One of the reasons we Christians are tempted to keep our heads down is because many people simply can’t tolerate those who are different. Haman said, ‘they have different customs. They don’t fit in. They are not like us.’ The fact that we know what it is like to be disliked for being different should make us sympathetic to all who are bullied. When the effeminate boy is called a ‘queer’ or the ‘new resident’ from abroad is told to ‘go back to where you come from’, our heart should go out to them. We should be filled with sympathy and understanding as to how they feel.
When you feel utterly forsaken by God (3:12-15)
Think how the Jews felt when they heard that edict being read out. The people were ‘to destroy, kill, and annihilate all Jews, young and old, women and children, and plunder their goods’ in eleven months’ time.’ Maybe some said, ‘God has rescued his people in the past, he can be trusted to do so again.’ Maybe that is what they should have thought. But we read that they simply wept! Who can blame them? They are afraid because all the evidence seems to suggest that God has forsaken them!
I want to speak to the over one third of you who do or will suffer depression or anxiety. As you know I have struggled with anxiety on and off for years and before Christmas it all got too much for me. I wrote the following thoughts soon after an episode of fear. I don’t know if they will be any help to you:
‘Fear is an awful thing. It is not easily removed. Sometimes it is illogical. It seems as if your brain gravitates to the worst “what if” possible. Sometimes prayer is really helpful—the psalms point to that. Sometimes prayer seems to make no difference at all—one psalm ends with the dejected words “darkness is my closest friend.” Sometimes you want the comfort of friends. Other times you simply want to curl up in the foetal position. Sometimes it really helps to talk. Other times you are too consumed with anxiety to answer questions. If you have been through a time of depression before, try to remember how God brought you through that and will bring you through this. Try to access the truth that God does really care for you, even though he seems distant and remote.’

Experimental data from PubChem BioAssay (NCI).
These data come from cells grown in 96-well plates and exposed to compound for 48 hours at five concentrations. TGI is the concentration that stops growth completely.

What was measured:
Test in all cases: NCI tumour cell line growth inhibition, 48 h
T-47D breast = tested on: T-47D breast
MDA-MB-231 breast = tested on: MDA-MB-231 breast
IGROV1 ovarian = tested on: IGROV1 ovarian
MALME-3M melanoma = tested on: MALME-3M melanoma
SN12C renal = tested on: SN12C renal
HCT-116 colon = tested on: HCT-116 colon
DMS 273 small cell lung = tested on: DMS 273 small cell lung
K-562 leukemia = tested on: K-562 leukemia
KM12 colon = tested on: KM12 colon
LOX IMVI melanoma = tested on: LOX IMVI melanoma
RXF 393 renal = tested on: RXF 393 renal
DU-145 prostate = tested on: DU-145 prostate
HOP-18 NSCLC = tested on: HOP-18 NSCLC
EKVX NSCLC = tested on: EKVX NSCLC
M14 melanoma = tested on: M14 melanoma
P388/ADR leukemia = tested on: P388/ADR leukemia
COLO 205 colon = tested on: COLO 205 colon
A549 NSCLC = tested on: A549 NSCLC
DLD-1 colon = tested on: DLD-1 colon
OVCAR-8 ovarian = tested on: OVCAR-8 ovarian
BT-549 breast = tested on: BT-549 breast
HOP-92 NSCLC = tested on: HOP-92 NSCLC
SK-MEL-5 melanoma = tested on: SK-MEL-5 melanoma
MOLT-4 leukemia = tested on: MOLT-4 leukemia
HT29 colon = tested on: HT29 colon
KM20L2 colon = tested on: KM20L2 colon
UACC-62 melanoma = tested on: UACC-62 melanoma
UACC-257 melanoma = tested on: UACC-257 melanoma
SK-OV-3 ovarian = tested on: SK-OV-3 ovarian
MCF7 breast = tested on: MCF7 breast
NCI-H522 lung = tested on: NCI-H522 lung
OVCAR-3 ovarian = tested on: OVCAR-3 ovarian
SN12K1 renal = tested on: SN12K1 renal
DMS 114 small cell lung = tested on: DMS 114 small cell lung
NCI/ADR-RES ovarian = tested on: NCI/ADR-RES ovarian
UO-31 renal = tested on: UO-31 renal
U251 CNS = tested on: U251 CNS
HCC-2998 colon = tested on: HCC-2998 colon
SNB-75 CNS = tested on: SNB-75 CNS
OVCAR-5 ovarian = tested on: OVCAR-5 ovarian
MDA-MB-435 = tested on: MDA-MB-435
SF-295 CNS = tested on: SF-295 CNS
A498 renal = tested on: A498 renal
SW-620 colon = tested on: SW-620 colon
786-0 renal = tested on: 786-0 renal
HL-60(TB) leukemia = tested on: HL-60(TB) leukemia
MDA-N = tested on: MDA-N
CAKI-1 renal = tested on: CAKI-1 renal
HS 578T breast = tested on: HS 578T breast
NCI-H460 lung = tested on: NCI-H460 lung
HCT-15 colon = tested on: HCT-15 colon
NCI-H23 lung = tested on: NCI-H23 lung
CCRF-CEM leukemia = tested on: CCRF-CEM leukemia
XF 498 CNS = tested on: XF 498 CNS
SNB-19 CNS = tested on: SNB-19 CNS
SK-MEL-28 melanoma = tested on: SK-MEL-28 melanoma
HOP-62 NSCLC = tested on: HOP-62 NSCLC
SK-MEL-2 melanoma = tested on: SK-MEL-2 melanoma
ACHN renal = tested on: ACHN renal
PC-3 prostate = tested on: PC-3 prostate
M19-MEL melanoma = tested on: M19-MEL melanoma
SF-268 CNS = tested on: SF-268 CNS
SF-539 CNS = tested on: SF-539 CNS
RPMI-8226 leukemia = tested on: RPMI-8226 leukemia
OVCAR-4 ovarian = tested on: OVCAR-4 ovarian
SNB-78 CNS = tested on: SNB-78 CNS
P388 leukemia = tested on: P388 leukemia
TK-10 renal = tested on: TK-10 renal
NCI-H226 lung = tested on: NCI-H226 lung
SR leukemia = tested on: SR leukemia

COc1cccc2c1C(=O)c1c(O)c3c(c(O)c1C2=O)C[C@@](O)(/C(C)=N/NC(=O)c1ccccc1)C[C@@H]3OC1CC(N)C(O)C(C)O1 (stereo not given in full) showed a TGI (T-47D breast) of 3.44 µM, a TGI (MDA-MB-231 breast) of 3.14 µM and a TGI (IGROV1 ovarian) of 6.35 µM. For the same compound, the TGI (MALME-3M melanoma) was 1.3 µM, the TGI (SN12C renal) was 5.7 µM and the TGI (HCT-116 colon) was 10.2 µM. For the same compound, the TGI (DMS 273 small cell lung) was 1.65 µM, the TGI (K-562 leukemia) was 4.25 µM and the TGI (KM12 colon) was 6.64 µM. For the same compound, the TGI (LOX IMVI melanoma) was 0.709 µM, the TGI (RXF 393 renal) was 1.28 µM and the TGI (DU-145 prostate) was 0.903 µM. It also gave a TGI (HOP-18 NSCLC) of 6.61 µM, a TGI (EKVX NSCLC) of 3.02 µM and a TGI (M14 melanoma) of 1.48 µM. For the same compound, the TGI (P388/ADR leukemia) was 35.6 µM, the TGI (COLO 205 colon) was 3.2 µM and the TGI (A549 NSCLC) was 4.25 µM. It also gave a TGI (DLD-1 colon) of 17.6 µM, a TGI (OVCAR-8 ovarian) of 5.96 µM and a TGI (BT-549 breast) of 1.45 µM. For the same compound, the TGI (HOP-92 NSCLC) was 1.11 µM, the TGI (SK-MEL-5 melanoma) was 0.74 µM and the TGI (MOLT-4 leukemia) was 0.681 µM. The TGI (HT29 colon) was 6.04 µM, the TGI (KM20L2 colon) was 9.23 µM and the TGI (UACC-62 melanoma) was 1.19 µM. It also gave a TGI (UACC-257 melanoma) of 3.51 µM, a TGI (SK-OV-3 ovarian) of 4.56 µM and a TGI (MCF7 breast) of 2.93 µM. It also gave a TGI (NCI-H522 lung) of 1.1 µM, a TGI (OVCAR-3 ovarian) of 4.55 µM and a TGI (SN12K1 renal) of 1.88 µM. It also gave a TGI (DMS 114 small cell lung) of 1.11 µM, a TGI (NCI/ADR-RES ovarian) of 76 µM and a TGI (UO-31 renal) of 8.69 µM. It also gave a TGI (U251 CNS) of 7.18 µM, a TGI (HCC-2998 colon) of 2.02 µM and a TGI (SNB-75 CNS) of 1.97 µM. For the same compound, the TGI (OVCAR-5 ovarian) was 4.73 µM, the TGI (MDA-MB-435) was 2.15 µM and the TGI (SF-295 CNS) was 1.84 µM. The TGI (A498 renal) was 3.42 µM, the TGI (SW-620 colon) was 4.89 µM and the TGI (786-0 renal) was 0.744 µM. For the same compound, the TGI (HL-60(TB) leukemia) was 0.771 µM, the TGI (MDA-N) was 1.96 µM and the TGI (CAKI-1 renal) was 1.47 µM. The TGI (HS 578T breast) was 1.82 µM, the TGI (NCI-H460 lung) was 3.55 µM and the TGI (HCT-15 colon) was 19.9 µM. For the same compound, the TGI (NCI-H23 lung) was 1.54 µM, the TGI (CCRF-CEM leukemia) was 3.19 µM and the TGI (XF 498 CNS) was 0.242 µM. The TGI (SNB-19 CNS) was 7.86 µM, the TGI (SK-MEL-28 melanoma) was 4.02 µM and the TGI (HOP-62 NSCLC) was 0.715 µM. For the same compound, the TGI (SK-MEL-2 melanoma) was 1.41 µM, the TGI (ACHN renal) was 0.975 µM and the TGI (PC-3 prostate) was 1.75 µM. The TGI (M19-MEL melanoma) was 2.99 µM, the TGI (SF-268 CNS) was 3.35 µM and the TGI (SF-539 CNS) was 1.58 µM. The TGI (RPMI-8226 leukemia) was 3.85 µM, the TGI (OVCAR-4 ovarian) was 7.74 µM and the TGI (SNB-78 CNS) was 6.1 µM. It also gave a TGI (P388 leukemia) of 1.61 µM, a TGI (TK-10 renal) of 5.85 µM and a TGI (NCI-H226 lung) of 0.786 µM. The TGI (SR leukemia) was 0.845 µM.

It might not seem fair that you suffer with depression, when everyone else seems so happy. Of course sometimes those smiles hide a pained heart. You may fear that you are open about your depression you will be despised for being different. What does it matter what people think? If you have never had the feeling of being forsaken by God I would encourage you with some words from Jude, ‘be merciful with those who doubt.’
The poet William Cowper suffered from the most awful hopelessness and fear. In a hymn entitled, ‘God moves in mysterious ways’ (which could serve as a title for the book of Esther, he writes, ‘ye fearful saints fresh courage take … Judge not the Lord by feeble sense, but trust him for his grace.’ When the Christian fears that God is not there for them, their fearful senses are lying to them. I can’t promise that it will lift you, but look to the cross!
Jesus knew that life could be unfair—he was the only sinless person to ever live and yet he died as a criminal on a Roman cross, for you! He knew what it was like to be hated for being different—he heard the crowd cry ‘crucify him.’ Think of the one who was forsaken so that you never would be. He cried, ‘my God, my God why have you forsaken me?’ He died for our guilt so that could our sins could be forgiven. He adopts us into his Father’s family, and now we can hear the words, ‘I will never leave you nor forsake you.’ He promises to always be with you. He is sympathetic to your pain because he has suffered and knows you because he lives in you. Indeed, one day his Father, who is your Father, will wipe away every tear from your eyes!
I pray that God will lift your sorrows quickly, that he will give you hope and assure you that nothing can separate you from his love!